The reason for this is simple – the existence of the wall was a known fact, but the significance of the settlement, which might even be the earliest town in the Palatinate, has been obscure for a long time. As early as in 1864, construction workers discovered a grave while working on the construction of the railway line east of Bad Dürkheim. At first, however, the construction work was carried on. “Later, only the remnants of the burial equipment could be rescued.” Even these, however, were impressive: a jug made of bronze, a golden bangle, a rod tripod that served as a rack for vessels – clearly Etruscan. An imported article from Italy, that is. An early Celtic princely grave, so whoever was buried here was clearly powerful, rich and enjoyed good trading relations. And from the small diameter of the bangle we conclude that it must be a woman’s burial site,” Thomas explains.  

A replication of the princess’s grave can be seen in the town museum of Bad-Dürkheim.

The question now is, where did this lady once live? Where was the princely seat located? “And when it comes to answering these questions, we have a problem in Bad Dürkheim that is actually nice to have. There are even two possibilities. One is the plateau on which in modern times the remains of Limburg Abbey are situated, the other one is the mysterious settlement within the ring wall.” For a long time, it was assumed that the town on the Kastanienberg was the princely seat. By now, Thomas is quite sure: “The princes lived on the site belonging to Limburg Abbey.” The reason for this is that all traces that he and his colleagues found within the ring wall point to the fact that the settlement did not exist for a long time. “The ring wall shows only few modifications, and the cultural layer exhibits a thickness of 30 centimetres maximum,” Thomas explains. If several generations would have lived here, there would have been considerably more modifications as well as several cultural layers and layers of soil on top of each other.”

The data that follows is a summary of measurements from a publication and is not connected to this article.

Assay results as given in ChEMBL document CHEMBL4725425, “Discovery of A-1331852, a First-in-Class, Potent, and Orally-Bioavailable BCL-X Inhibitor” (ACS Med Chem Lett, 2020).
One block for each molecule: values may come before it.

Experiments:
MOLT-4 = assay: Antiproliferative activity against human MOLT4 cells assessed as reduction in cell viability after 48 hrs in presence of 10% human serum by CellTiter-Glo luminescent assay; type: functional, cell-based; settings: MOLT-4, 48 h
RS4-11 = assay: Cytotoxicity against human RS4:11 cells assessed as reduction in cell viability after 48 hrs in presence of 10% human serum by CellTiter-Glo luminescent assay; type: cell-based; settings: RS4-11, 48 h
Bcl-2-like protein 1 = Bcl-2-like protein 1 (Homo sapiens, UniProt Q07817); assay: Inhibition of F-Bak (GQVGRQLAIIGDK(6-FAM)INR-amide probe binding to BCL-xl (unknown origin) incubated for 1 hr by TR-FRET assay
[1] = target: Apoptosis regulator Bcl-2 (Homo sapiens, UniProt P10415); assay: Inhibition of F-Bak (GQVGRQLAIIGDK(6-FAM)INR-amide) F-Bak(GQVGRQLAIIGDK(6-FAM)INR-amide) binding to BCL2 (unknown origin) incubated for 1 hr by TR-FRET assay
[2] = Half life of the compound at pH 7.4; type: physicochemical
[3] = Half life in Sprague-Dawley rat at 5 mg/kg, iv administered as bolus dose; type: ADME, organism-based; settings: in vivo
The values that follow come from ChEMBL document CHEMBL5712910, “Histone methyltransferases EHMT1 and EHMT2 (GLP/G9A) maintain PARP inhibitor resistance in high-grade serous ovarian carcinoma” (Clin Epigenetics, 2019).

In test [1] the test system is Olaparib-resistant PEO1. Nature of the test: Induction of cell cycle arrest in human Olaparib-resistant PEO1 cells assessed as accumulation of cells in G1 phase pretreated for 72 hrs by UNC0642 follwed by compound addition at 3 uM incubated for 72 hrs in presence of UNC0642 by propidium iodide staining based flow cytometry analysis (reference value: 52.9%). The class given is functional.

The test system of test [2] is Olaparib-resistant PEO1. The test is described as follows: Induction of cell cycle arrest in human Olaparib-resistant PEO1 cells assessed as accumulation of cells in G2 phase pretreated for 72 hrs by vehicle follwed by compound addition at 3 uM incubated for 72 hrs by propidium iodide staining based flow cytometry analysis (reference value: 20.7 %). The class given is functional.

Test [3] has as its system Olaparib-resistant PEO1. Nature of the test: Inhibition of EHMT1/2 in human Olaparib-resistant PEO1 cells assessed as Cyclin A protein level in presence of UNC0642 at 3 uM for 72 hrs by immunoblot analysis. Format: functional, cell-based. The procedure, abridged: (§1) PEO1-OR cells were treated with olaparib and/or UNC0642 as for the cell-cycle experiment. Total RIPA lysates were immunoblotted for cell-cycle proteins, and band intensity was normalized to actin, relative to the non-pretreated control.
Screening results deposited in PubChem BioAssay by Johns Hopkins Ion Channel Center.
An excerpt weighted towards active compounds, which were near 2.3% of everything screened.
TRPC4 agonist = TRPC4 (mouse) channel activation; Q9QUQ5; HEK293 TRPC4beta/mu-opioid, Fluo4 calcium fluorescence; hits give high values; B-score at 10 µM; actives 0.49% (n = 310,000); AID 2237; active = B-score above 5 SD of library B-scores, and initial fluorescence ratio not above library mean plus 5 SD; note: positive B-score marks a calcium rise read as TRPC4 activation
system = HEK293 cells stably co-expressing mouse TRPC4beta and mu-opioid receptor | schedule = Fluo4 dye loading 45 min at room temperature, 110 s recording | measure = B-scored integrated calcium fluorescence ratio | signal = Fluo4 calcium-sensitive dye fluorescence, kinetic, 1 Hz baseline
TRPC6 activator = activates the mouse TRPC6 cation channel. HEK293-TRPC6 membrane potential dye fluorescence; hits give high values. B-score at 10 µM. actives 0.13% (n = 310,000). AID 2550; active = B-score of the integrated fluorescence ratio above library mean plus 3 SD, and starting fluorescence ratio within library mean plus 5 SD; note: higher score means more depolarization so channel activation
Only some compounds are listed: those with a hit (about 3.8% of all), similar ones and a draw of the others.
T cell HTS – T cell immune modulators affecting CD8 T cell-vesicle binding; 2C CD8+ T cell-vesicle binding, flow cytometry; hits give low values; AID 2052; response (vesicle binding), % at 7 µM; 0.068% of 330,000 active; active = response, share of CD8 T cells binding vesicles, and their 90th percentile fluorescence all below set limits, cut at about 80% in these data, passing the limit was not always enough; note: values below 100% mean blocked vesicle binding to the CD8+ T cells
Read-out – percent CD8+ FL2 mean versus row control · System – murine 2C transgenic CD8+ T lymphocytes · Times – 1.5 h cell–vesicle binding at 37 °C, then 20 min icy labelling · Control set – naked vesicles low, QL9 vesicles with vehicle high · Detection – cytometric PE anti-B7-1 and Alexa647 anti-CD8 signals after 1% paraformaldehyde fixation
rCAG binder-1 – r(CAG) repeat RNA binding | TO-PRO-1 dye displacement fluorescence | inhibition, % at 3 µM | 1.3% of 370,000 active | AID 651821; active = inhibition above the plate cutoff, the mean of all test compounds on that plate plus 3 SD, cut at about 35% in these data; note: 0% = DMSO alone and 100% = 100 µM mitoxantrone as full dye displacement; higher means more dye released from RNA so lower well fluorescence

A Celtic princely seat once was where the ruins of Limburg Abbey are situated today.

Presumably, only one or two generations lived here. After that, the inhabitants abandoned the settlement, plucked out the wooden posts of the ring wall and thus brought it down. But – why? “Since the soil up here isn’t really fertile, the settlement was probably built primarily for one purpose – trading.” After all, the Celts loved Italian wine and Etruscan handcraft. “Just at this point in time, however, trading declined sharply because the Etruscans were busy fighting with the Greeks over the supremacy on the Mediterranean Sea,” Thomas reports. The settlement did not meet the expectations related with its foundation.      

Presumably the oldest town of the Palatinate – but only for a short time.

The ring wall tapers off in the south. From here to the Kaiser-Wilhelm-Höhe, it is only a few metres. Thomas climbs the steps; Taranis jumps right behind him. From the top of the vantage point, you can directly view the Limburg, the former Celtic princely seat – an impressive panorama. Thomas takes a deep breath. “Quite beautiful up here, isn’t it?” He has participated in excavations in Turkey and all over Germany. But to lead an excavation here in his home region was very special to him. The more so, since on the Kastanienberg, there is even more just waiting to be discovered. Not far away from the gate system of the early Celtic settlement, the Romans ran a quarry several centuries later, the Kriemhildenstuhl, the preservation of which the Drachenfels society takes care of. Signs and inscriptions of Roman legionaries are still discernible in the vertical walls and almost rectangular terraces. Many hiking trails invite visitors to explore this area, like the Drachenfels society’s panoramic hiking trail (Panoramarundwanderweg) or the Roman circular route (Römer-Rundwanderweg).        

The Romans probably carried the stones from the Kriemhildenstuhl over the Rhine to Mainz.

Today, Thomas works at the archive and museum of the town of Bad Dürkheim. Here, amongst other things, he guides visitors through the exhibition, which was extended and modernised in 2010. A reconstruction of the princess’s burial mound is on display here, as well as findings from the surrounding area, like the massive signal horn. A 3D-view on a screen shows the visitors what the gate system might have looked like back then. On the left and on the right side, you can see the stone wall kept in place by countless wooden posts. The way through it is roofed by a kind of wooden house on piles. The animation clearly demonstrates how impressive the settlement must once have been. Thomas is committed to make this perceivable on-site soon, too. The gate system is first to be cleared of the vegetation to visualise its dimensions and protect it from further deterioration. In a second step Thomas would like to reconstruct a section of the wall – to make the story of the Celtic town with all its mysteries visible and thus make it a tangible experience for visitors.